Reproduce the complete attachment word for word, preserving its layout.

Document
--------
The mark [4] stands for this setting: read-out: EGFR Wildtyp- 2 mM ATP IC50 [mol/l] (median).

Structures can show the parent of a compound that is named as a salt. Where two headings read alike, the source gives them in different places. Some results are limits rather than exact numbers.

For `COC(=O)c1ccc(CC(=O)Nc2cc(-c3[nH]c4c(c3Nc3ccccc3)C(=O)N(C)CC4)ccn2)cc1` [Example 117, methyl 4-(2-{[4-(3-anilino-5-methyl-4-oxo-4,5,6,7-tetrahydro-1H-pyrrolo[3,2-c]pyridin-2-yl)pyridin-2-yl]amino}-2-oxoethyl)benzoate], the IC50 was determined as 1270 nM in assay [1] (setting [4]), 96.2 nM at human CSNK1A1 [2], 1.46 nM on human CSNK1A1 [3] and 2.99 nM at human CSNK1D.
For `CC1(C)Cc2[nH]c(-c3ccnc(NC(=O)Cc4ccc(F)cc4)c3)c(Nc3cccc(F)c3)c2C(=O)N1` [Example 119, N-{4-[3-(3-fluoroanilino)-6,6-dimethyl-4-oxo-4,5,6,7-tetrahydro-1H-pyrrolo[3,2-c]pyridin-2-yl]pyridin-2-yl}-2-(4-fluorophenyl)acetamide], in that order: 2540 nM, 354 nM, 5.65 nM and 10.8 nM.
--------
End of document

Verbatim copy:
The mark [4] stands for this setting: read-out: EGFR Wildtyp- 2 mM ATP IC50 [mol/l] (median).

Structures can show the parent of a compound that is named as a salt. Where two headings read alike, the source gives them in different places. Some results are limits rather than exact numbers.

For `COC(=O)c1ccc(CC(=O)Nc2cc(-c3[nH]c4c(c3Nc3ccccc3)C(=O)N(C)CC4)ccn2)cc1` [Example 117, methyl 4-(2-{[4-(3-anilino-5-methyl-4-oxo-4,5,6,7-tetrahydro-1H-pyrrolo[3,2-c]pyridin-2-yl)pyridin-2-yl]amino}-2-oxoethyl)benzoate], the IC50 was determined as 1270 nM in assay [1] (setting [4]), 96.2 nM at human CSNK1A1 [2], 1.46 nM on human CSNK1A1 [3] and 2.99 nM at human CSNK1D.
For `CC1(C)Cc2[nH]c(-c3ccnc(NC(=O)Cc4ccc(F)cc4)c3)c(Nc3cccc(F)c3)c2C(=O)N1` [Example 119, N-{4-[3-(3-fluoroanilino)-6,6-dimethyl-4-oxo-4,5,6,7-tetrahydro-1H-pyrrolo[3,2-c]pyridin-2-yl]pyridin-2-yl}-2-(4-fluorophenyl)acetamide], in that order: 2540 nM, 354 nM, 5.65 nM and 10.8 nM.